No Sleep ‘Til Wetlands: Concert Joe on His Record-Setting Year of Over a Thousand Concerts
Concert Joe has been a regular presence on the New York music circuit for over 40 years. He continues to track the live-music scene on his “concert hotline” at concertjoe.com, and connect with both fans and industry professionals through his newsletter.
I started going to concerts in 1971. In 1972, I bought a ticket for every show at Central Park that summer. That was what really started it for me. I then met and learned from the greatest two concert-goers of all time, Ticket-Stub Stuey and Everynight Charley.
In 1989, I began petitioning The Guinness Book of World Records in London to create a category for “Most Concerts Attended in a Single Year.” I had seen over 500 concerts that year. They said that no one was interested, yet they had categories for “Loudest Pig Call” and for those who could throw a cow turd the farthest. My friends and I were seeing more shows and knew the NYC concert scene better than anyone [Legendary New York concert promoter] Ron Delsener would sometimes call me into his office and ask about up-and-coming bands and what I thought of his multiple lineups.
In 1991, the Grateful Dead played Madison Square Garden for nine nights. After the first show, I went to Wo Hop in Chinatown to eat. Mickey Hart and his friend were sitting at the table next to ours, and we spoke to him.
Then, for the next eight nights, I accomplished a feat never achieved before or since by any Deadhead. After seeing the Dead, I attended three full concerts in a single night. I did this for eight nights in a row, including four other shows per night on the Dead’s two off nights in between the shows.
Ticket-Stub Stuey, who taught me everything, came up with an idea one night in line outside the Beacon Theatre. It was the middle of December 1991, and he said, “There’s still two weeks left in the year and you’ve already seen 750 concerts. Are you going to try for 1,000 next year?”
I was never attempting to achieve anything except for trying to see as many shows as possible. So I said, “I’ll never make that many shows.” Then, Stuey said, “Sure you can, I’ll help you,” and the rest is history.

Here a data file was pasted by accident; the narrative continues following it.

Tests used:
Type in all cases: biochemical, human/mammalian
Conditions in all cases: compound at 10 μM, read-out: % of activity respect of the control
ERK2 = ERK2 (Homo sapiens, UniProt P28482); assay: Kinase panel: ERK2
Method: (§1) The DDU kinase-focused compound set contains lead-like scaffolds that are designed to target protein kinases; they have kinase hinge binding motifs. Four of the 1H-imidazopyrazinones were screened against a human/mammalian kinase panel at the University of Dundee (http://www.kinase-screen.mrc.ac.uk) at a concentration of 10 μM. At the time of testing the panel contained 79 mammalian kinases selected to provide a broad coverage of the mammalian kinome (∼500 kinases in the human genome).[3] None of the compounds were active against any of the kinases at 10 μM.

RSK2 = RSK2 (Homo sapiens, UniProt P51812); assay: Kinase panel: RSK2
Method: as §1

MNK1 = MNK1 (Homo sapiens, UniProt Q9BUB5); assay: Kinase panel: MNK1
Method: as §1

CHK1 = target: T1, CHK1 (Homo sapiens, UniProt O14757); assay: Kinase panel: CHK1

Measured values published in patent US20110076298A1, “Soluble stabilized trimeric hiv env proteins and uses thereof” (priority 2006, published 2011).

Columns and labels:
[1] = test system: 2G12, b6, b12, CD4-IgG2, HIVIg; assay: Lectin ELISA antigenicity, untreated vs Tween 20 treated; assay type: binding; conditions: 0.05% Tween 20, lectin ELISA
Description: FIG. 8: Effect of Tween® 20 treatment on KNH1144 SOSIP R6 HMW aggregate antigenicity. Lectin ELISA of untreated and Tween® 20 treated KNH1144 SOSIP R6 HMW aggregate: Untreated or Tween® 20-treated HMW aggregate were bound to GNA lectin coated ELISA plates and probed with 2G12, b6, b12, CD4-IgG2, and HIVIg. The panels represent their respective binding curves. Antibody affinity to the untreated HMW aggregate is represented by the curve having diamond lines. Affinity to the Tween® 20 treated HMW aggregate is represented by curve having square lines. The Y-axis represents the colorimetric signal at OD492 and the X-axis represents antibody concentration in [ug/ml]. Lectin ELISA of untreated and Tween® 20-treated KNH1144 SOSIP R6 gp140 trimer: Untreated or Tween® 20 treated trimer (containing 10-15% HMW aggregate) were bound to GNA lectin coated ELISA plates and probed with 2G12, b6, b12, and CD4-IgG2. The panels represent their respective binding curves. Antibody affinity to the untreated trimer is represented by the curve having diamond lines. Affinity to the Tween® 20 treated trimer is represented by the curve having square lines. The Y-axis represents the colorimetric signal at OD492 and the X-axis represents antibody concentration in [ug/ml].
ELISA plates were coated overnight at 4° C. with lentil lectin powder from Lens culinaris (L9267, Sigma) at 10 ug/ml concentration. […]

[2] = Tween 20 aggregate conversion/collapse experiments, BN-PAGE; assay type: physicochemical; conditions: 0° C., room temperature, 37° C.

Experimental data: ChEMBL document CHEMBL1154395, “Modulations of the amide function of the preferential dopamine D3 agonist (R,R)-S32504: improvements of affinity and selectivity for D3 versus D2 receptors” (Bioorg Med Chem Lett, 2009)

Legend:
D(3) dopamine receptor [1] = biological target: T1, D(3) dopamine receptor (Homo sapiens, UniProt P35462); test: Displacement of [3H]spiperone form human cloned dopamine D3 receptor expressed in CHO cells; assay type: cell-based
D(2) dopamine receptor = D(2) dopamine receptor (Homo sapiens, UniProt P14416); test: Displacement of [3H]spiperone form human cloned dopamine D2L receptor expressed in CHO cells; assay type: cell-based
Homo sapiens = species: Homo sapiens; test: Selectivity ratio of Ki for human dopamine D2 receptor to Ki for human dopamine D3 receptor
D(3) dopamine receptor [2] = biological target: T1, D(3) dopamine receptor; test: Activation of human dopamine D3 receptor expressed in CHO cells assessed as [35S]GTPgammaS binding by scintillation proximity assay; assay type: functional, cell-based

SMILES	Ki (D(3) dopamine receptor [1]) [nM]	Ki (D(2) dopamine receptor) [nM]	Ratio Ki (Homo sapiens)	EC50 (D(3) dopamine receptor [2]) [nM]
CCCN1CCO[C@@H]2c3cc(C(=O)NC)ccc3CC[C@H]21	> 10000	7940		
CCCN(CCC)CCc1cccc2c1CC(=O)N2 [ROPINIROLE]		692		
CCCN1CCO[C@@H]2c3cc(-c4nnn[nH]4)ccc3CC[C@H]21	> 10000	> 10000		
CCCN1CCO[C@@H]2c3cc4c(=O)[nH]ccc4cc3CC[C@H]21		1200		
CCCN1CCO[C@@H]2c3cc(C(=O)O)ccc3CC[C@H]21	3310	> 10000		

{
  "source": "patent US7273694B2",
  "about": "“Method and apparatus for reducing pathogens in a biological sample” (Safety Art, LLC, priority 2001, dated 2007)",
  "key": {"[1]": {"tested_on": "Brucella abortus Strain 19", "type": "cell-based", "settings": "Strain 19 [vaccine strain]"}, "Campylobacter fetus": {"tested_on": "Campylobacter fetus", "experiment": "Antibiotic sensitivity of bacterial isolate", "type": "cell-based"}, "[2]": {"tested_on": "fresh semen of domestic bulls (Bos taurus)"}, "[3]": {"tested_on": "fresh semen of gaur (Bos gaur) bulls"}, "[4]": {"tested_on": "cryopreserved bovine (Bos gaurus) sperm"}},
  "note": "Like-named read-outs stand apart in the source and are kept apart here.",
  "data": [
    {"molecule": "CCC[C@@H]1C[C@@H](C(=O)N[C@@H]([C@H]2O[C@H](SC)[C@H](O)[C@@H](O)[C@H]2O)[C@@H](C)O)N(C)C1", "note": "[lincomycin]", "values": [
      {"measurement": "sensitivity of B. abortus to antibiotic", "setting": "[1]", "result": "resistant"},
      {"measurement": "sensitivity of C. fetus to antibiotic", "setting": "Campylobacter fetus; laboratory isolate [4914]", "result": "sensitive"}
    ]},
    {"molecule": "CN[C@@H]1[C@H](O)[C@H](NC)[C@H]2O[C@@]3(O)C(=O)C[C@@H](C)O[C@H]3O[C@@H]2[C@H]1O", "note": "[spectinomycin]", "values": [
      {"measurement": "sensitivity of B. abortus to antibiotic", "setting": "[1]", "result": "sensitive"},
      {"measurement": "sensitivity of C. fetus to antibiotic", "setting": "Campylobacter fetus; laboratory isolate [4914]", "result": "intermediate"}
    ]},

So, in 1992, I went to three shows a night on weekdays and five or six per night on weekends. I skipped some shows that I would have otherwise attended so my 1,000th show that year would be Jorma Kaukonen at Wetlands. The New York Post was the first to publicize the 1,000 show attempt about a week before New Year’s Eve.
Larry Bloch, the late founder of the Wetlands Preserve, set a red ribbon outside Wetlands for me to walk through and also let me introduce the band that night. MTV used my ribbon-cutting photo for a story on MTV news for two days in the beginning of 1993.
I really owe a lot to a DJ on WPLJ-FM radio. He listed [the story] on a special newsfeed only for radio stations, and it made it to over 300 stations nationwide. Even my friends in Germany saw the MTV clip there. Then, the STAR printed a full-page story.
I had asked the Guinness Book to allow me to leave a book at each venue, where I would sign in with a witness for each show in 1993, but they still said there was no interest. So I kept a journal of all the shows and saw 1,031 full shows that year—opening acts not included. I’m sure that I saw at least 200 more, but anything that I saw for a half hour or less was not counted, along with the 100 or so that I could not remember or find out the name of the band. In the five year period from 1991 through 1995, I saw 4,000-plus shows. No one has ever attempted nor accomplished that.
I never got in Guinness, but Ron Delsener cleared it up for me. He said, “How many people do you know with a copy of The Guinness of World Records in their home? You got on MTV, VH1, were in The New York Times and were also on a bunch of radio stations. You’re better off!”
To date, I’ve seen 17,000- plus full shows (opening acts not included).
This article originally appeared in the January/February 2018 issue of Relix. For more features, interviews, album reviews and more, subscribe here.